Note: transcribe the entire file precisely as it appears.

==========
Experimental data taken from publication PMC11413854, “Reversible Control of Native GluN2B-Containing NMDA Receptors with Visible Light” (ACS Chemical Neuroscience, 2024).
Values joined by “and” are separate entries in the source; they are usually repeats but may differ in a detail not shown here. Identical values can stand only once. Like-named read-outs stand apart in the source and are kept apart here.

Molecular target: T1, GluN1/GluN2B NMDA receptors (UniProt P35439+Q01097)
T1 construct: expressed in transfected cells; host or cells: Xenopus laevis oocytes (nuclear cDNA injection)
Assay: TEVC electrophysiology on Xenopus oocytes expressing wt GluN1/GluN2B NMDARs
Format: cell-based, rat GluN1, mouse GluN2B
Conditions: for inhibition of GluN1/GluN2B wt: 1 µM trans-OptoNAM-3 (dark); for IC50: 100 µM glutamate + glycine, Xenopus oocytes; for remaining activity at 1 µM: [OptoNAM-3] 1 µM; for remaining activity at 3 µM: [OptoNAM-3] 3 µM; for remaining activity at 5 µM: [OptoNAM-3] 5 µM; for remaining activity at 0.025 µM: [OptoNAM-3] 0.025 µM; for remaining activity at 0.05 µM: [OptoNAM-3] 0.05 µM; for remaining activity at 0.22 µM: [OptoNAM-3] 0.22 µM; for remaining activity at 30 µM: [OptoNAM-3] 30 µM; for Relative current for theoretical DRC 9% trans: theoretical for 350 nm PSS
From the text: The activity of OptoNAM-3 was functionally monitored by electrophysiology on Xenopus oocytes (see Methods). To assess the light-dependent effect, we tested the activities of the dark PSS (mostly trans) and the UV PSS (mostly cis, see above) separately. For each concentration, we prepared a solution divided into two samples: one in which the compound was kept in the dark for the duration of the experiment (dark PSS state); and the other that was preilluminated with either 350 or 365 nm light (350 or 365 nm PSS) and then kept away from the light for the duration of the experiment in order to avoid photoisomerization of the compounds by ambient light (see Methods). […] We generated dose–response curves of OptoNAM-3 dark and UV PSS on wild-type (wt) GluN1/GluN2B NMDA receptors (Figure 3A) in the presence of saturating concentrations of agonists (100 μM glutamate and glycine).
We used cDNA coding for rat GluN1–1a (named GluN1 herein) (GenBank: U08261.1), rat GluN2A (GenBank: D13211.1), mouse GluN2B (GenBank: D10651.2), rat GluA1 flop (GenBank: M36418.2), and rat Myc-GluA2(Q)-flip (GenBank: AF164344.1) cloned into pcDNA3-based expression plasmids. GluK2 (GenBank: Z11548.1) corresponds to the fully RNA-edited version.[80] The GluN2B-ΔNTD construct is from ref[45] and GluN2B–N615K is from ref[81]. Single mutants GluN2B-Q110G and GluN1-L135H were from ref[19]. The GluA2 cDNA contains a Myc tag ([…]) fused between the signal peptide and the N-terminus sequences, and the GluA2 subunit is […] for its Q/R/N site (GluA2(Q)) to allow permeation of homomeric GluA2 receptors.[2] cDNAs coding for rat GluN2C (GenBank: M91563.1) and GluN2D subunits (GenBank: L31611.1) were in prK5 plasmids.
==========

Experimental data taken from publication PMC11413854, “Reversible Control of Native GluN2B-Containing NMDA Receptors with Visible Light” (ACS Chemical Neuroscience, 2024).
Values joined by “and” are separate entries in the source; they are usually repeats but may differ in a detail not shown here. Identical values can stand only once. Like-named read-outs stand apart in the source and are kept apart here.

Molecular target: T1, GluN1/GluN2B NMDA receptors (UniProt P35439+Q01097)
T1 construct: expressed in transfected cells; host or cells: Xenopus laevis oocytes (nuclear cDNA injection)
Assay: TEVC electrophysiology on Xenopus oocytes expressing wt GluN1/GluN2B NMDARs
Format: cell-based, rat GluN1, mouse GluN2B
Conditions: for inhibition of GluN1/GluN2B wt: 1 µM trans-OptoNAM-3 (dark); for IC50: 100 µM glutamate + glycine, Xenopus oocytes; for remaining activity at 1 µM: [OptoNAM-3] 1 µM; for remaining activity at 3 µM: [OptoNAM-3] 3 µM; for remaining activity at 5 µM: [OptoNAM-3] 5 µM; for remaining activity at 0.025 µM: [OptoNAM-3] 0.025 µM; for remaining activity at 0.05 µM: [OptoNAM-3] 0.05 µM; for remaining activity at 0.22 µM: [OptoNAM-3] 0.22 µM; for remaining activity at 30 µM: [OptoNAM-3] 30 µM; for Relative current for theoretical DRC 9% trans: theoretical for 350 nm PSS
From the text: The activity of OptoNAM-3 was functionally monitored by electrophysiology on Xenopus oocytes (see Methods). To assess the light-dependent effect, we tested the activities of the dark PSS (mostly trans) and the UV PSS (mostly cis, see above) separately. For each concentration, we prepared a solution divided into two samples: one in which the compound was kept in the dark for the duration of the experiment (dark PSS state); and the other that was preilluminated with either 350 or 365 nm light (350 or 365 nm PSS) and then kept away from the light for the duration of the experiment in order to avoid photoisomerization of the compounds by ambient light (see Methods). […] We generated dose–response curves of OptoNAM-3 dark and UV PSS on wild-type (wt) GluN1/GluN2B NMDA receptors (Figure 3A) in the presence of saturating concentrations of agonists (100 μM glutamate and glycine).
We used cDNA coding for rat GluN1–1a (named GluN1 herein) (GenBank: U08261.1), rat GluN2A (GenBank: D13211.1), mouse GluN2B (GenBank: D10651.2), rat GluA1 flop (GenBank: M36418.2), and rat Myc-GluA2(Q)-flip (GenBank: AF164344.1) cloned into pcDNA3-based expression plasmids. GluK2 (GenBank: Z11548.1) corresponds to the fully RNA-edited version.[80] The GluN2B-ΔNTD construct is from ref[45] and GluN2B–N615K is from ref[81]. Single mutants GluN2B-Q110G and GluN1-L135H were from ref[19]. The GluA2 cDNA contains a Myc tag ([…]) fused between the signal peptide and the N-terminus sequences, and the GluA2 subunit is […] for its Q/R/N site (GluA2(Q)) to allow permeation of homomeric GluA2 receptors.[2] cDNAs coding for rat GluN2C (GenBank: M91563.1) and GluN2D subunits (GenBank: L31611.1) were in prK5 plasmids.